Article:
From “Frogs in the Lake” to “Learning to Stand Up”: Land Rights Social Mobilization in Cambodia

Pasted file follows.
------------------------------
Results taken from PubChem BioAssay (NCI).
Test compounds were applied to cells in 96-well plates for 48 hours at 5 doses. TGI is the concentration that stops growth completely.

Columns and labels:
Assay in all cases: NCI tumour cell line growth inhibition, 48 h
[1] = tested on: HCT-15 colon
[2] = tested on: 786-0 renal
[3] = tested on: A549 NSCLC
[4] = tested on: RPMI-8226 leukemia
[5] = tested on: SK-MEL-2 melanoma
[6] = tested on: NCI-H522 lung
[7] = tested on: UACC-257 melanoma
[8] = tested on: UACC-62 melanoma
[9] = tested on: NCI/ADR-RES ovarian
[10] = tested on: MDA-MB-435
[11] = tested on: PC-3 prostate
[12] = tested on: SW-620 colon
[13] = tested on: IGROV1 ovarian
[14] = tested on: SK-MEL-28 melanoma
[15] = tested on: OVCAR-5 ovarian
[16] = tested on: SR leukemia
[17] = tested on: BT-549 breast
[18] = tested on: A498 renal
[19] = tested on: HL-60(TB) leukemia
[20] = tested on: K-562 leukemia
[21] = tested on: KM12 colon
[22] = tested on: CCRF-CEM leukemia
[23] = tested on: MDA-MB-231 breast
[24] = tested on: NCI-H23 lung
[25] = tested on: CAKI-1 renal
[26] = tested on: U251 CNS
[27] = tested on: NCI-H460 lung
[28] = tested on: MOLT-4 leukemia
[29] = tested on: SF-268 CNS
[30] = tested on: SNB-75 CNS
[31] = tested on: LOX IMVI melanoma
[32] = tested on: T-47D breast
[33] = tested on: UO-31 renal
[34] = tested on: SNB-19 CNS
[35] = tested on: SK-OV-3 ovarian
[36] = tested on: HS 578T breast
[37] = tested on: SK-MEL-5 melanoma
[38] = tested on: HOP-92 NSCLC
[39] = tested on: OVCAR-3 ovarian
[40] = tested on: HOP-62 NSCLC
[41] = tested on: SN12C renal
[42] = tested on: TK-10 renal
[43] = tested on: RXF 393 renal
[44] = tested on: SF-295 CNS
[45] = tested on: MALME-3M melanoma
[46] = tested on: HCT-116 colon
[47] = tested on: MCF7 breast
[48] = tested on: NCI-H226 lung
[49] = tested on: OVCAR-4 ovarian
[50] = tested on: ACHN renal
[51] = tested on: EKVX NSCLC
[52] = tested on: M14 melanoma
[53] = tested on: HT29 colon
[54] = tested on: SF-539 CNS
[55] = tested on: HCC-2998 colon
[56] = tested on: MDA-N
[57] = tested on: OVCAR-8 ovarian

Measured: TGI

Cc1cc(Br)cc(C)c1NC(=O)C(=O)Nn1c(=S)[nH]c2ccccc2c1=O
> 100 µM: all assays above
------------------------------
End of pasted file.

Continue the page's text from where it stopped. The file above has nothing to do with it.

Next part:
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This research examines resistance to forced eviction in two communities in Cambodia, Areng Valley and Boeung Kak Lake. The research asks how mobilization is being generated and sustained in a context which might discourage mobilization. My research in these communities demonstrates that residents resist eviction and relocation largely because of the harm that it would do to their livelihoods, and that they will continue to resist in the face of repression. This contrasts with the dominant non-critical narrative on development, which assumes that people will accept displacement if they are adequately compensated. I further demonstrate that via engagement in the conflict with the state and with the network of civil society, some community members are developing a new political consciousness and agency. This new political consciousness and agency is leading them to engage in sustained contention against the state. The network of civil society, at the transnational, regional, and local levels, plays an important role in generating and sustaining the mobilization, at a time when repression in increasing and opportunities for participation are closing. My research indicates that in order to improve outcomes for communities resisting development related eviction, donors should focus on strengthening civil society, particularly regional, South-to-South linkages. It also demonstrates that, for community members, eviction is a complex issue of livelihood, and they will resist relocation plans which do not fully address their economic needs.